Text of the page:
Part 1 of this blog series summarized recent studies in Minnesota, Connecticut, New Hampshire, and King City, Ontario, which all found that the difference between summer and winter performance of bioretention systems is not substantial, even on sites with severe winters. Now that we know that, how do we go about maximizing bioretention performance in… More
You don’t need much experience in arboriculture or landscape design to notice that planting trees in cities is very different from planting trees in forest environments. There are many reasons for this, but perhaps the biggest is the difference in composition of the soil.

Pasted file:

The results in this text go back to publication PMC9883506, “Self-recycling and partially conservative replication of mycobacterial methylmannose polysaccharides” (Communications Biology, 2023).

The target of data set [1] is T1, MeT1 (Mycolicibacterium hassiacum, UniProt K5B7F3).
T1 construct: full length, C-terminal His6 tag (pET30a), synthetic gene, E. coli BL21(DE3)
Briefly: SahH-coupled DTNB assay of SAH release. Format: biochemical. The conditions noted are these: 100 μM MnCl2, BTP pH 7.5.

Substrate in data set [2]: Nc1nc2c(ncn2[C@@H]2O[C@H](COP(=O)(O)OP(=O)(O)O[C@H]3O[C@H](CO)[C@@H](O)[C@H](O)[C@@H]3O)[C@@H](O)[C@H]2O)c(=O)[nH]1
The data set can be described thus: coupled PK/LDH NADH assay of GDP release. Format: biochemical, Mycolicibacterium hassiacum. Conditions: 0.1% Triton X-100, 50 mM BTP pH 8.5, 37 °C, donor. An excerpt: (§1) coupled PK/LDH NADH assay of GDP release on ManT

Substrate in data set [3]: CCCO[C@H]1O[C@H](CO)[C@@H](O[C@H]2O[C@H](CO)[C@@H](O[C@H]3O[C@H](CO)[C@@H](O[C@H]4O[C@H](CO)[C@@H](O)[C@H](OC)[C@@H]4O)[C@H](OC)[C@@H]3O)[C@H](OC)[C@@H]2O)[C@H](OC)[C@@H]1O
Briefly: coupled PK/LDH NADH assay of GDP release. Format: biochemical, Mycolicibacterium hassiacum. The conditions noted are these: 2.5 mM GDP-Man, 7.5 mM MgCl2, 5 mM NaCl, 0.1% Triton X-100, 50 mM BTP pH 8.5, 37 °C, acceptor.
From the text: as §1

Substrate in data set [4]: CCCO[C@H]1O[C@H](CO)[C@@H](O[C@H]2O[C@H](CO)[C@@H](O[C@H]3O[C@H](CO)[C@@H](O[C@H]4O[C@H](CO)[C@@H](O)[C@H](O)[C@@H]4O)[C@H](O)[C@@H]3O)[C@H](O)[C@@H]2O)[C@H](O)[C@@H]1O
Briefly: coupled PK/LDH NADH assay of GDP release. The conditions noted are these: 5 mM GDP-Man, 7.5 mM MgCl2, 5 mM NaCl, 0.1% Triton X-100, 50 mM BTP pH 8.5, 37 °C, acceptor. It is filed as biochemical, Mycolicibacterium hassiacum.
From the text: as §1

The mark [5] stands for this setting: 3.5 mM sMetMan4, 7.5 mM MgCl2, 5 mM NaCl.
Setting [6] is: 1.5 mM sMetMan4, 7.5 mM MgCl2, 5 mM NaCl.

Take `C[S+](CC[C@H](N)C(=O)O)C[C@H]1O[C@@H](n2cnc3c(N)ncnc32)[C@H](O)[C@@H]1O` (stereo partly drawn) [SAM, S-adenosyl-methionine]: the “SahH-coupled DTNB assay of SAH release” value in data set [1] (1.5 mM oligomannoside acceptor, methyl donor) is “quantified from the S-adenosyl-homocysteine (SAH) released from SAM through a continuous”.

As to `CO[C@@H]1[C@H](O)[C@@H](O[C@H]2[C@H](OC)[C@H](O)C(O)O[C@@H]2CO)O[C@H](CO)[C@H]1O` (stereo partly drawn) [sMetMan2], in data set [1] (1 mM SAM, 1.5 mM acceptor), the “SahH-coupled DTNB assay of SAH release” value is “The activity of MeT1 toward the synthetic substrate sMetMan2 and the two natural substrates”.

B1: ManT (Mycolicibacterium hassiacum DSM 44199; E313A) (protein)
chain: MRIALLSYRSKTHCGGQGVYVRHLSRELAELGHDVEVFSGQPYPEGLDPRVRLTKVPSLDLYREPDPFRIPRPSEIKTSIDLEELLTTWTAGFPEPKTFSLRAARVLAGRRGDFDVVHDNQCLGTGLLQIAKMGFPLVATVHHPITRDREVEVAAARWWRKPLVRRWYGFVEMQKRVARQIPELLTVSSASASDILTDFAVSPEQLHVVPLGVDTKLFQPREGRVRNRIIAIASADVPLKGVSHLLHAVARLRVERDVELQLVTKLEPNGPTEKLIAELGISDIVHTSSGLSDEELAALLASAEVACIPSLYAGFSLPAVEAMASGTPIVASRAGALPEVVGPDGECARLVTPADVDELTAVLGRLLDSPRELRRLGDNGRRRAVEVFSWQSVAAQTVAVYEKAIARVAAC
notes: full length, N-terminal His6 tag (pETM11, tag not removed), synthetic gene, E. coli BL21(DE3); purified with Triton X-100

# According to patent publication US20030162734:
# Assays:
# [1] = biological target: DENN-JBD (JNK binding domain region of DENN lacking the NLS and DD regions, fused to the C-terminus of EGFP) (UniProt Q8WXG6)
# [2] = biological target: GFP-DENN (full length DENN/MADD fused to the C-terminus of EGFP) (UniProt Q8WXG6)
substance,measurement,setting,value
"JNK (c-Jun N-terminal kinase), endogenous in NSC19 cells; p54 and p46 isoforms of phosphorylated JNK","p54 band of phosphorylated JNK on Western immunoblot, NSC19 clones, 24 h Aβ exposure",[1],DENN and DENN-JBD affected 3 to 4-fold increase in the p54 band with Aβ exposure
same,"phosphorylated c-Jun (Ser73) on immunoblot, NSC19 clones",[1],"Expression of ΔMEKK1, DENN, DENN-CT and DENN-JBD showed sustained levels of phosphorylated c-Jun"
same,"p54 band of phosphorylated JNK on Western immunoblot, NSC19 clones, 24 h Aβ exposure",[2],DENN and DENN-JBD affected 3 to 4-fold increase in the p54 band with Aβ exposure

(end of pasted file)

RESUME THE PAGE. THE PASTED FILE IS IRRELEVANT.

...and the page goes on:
This hydrograph (diagram showing runoff flow versus time) compares the intense spike of a stream during a storm in an urbanized watershed without adequate controls, with the “gentle rolling hill” appearance of a forested watershed’s response to the same storm. Note the loss of dry weather base flow for the stream in the urbanized watershed…. More
Here are this year’s photos from the Bartlett Tree Lab study comparing different planting methods for urban trees. For comparison, check out last year’s set. And for a fuller chronological picture, you can see all the photos up to that point in this post.